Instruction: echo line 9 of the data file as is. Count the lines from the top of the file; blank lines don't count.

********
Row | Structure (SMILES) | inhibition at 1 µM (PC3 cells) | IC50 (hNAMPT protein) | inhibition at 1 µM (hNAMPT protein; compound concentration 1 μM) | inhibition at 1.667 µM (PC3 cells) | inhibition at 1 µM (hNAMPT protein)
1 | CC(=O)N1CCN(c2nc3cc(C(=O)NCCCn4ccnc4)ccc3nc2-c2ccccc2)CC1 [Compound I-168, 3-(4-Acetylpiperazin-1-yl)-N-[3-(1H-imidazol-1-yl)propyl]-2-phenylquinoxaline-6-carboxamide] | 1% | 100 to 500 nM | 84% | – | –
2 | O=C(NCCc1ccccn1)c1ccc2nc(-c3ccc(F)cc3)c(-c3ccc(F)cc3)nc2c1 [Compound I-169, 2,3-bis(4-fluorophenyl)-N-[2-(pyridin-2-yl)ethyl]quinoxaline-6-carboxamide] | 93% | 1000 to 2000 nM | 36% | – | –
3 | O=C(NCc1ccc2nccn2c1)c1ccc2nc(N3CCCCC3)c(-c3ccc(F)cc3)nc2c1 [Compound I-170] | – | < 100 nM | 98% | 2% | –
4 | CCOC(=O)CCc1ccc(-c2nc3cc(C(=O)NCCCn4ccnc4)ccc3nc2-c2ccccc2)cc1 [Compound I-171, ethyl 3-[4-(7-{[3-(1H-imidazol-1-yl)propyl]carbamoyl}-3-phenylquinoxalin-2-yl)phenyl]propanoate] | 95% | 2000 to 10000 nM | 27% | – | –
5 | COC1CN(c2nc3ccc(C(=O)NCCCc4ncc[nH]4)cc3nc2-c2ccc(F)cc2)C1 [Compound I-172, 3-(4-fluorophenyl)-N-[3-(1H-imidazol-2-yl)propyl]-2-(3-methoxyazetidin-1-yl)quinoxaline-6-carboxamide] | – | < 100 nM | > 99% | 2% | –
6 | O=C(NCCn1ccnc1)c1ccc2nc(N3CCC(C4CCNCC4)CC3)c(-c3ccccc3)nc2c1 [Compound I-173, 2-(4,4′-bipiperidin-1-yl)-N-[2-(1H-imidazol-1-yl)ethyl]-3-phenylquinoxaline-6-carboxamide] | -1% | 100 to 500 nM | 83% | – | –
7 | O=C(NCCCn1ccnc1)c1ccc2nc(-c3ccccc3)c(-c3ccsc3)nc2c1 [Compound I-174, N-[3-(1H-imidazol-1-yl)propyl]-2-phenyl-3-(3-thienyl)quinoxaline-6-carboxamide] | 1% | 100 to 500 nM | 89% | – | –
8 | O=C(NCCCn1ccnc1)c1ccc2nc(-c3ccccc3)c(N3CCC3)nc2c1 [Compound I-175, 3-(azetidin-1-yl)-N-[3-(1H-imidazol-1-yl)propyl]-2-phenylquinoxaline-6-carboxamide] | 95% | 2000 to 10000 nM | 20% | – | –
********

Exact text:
8 | O=C(NCCCn1ccnc1)c1ccc2nc(-c3ccccc3)c(N3CCC3)nc2c1 [Compound I-175, 3-(azetidin-1-yl)-N-[3-(1H-imidazol-1-yl)propyl]-2-phenylquinoxaline-6-carboxamide] | 95% | 2000 to 10000 nM | 20% | – | –